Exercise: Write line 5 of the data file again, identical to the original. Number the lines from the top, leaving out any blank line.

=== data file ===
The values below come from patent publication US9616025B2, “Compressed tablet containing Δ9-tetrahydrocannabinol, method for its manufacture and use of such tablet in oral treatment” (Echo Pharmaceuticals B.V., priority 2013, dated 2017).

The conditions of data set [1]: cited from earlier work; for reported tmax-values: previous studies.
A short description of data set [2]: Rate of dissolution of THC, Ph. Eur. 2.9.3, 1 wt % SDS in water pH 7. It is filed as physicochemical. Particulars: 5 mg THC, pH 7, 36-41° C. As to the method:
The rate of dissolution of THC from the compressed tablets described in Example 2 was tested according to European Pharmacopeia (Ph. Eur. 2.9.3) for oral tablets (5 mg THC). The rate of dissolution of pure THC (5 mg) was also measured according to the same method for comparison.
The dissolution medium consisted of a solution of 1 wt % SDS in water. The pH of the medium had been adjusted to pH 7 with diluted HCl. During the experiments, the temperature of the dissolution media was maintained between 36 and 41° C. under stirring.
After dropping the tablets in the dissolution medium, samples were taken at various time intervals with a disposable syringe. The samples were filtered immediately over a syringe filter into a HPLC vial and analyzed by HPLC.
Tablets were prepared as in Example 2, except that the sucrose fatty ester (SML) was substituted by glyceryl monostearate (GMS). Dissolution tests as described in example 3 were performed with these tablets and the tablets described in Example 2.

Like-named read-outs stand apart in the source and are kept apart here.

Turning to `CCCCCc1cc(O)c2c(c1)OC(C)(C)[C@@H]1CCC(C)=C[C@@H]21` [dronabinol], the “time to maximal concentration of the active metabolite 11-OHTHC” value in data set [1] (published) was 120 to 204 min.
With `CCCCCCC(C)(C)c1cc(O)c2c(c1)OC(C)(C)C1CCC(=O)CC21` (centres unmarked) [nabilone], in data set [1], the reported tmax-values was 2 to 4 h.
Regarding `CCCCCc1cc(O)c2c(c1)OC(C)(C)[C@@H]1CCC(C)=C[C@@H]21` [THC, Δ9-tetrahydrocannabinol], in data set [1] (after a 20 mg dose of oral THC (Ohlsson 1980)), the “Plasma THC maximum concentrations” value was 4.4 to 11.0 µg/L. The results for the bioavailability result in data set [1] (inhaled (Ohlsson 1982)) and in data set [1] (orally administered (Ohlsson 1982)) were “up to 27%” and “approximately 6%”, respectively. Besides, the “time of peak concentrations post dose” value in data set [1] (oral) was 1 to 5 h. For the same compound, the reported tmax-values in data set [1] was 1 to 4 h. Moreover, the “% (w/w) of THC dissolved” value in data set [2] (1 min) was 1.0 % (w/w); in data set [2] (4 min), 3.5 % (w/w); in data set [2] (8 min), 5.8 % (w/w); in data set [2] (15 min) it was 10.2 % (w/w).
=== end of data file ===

The dissolution medium consisted of a solution of 1 wt % SDS in water. The pH of the medium had been adjusted to pH 7 with diluted HCl. During the experiments, the temperature of the dissolution media was maintained between 36 and 41° C. under stirring.